Francis Carmont vs. Tom Lawlor 3R. A horrible fight with an even worse hometown decision that was heavily booed anyway. Lawlor made it ugly, punching his way in and grinding away in the clinch game. Lawlor wasn't the better standup fighter, but at least he was trying to make something happen, and was eventually able to get the fight to the ground, ending the first two rounds with arm in guillotines, albeit ones that weren't truly threatening. Carmont was all bound up and just fought not to lose. He had the big reach advantage, but didn't use it. He kept setting up the right hand, but never let it, or anything else fly. All he did was push with some distance keeping kicks, and even then, he actually only landed a few more kicks than Lawlor. To me he had no real strategy and wasn't being aggressive at all, so even if Lawlor didn't have a ton of success either, you have to give it to him for at least working and trying. I had it 30-27 Lawlor, and I was rooting for Carmont. Somehow Carmont, did I mention he fights out of Quebec, won a 29-28 split decision. Poor match.

Martin Kampmann vs. Johnny Hendricks R1 0:46. I thought this might be the best fight on the card, but Hendricks is so powerful Kampmann simply couldn't withstand his punch. Hendricks tried his new combination early, perhaps grazing with a short right hook but then covering a ton of ground with a left straight followup that Kampmann never saw. Kampmann was propelled to the canvas with his head bouncing hard, and the fight was stopped at the first punch on the ground.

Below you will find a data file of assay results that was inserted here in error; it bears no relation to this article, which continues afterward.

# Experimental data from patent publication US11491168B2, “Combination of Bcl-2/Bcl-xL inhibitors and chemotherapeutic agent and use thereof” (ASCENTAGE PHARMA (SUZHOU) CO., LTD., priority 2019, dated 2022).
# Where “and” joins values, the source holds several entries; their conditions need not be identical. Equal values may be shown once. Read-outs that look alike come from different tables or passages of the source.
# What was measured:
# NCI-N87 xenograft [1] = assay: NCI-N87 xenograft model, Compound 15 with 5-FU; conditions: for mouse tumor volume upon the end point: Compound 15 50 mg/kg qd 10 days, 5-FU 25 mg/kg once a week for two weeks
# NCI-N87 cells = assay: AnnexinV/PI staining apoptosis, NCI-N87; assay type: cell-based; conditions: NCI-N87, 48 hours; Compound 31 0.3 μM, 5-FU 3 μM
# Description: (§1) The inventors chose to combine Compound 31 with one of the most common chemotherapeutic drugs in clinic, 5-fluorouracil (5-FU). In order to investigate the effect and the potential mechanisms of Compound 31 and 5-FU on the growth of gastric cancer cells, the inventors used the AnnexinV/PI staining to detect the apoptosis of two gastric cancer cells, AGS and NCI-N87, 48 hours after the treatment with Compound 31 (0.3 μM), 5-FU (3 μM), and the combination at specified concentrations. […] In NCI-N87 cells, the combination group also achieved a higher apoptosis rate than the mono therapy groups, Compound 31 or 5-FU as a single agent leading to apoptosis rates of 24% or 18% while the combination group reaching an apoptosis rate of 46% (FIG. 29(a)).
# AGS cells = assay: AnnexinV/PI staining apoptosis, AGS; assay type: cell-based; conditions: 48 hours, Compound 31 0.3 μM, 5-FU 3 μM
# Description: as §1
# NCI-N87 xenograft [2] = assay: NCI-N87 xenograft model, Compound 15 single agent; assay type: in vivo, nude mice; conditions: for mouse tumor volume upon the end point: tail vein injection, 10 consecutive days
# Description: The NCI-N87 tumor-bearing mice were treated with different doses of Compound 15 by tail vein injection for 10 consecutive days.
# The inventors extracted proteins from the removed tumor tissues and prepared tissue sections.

UFC Welterweight Championship Unification Match: Georges St-Pierre vs. Carlos Condit 5R. GSP hasn't lost anything despite the 19-month layoff to recover from surgery on his right ACL. His ground game was as dominant as ever, taking Condit down round after round and busting him up with elbows. The entire right side of Condit's face was covered in blood. Condit was certainly a formidable opponent, but it's so hard to fight GSP because even if you feel you have a standup advantage as Condit certainly did, it's hard to open up knowing St-Pierre is going to counter with a takedown attempt, and likely be elbowing away for the duration of the round. Condit was tentative during the first 7 minutes, but started to go for it after that, which mostly resulted in exactly what he feared. Condit's ground defense was strong, but it just took the one big elbow at the end of round 1 after a whole round of good bottom defense to busted him open above the right eye, and GSP targeted the cut whenever possible. Despite all the adversity, it was Condit who came closest to winning the fight. Early in the third, he landed a left hook and missed with a right, but leveled GSP with a left high kick he never saw, immediately mousing GSP's forehead. Condit pounced on St-Pierre and went all out for the victory, but was arguably too aggressive as he pulled out after GSP secured guard, and before he could try a guard pass punch GSP stood. GSP came back with 2 takedowns and controlled the rest of the round, but it was beyond ludicrous that two judges gave the Canadian this round as riding time doesn't come close to outdoing a near knockout blow and a good follow-up flurry. In any case, as GSP outwrestled Condit in each and every round, scoring was purely incidental. It was an interesting fight that you never thought Condit was out of, but he wasn't even close to winning any round but the third on the scorecards. GSP won a unanimous decision 49-46, 50-45, & 50-45 to surpass Matt Hughes with a record 10th defense of the Welterweight title. Good match.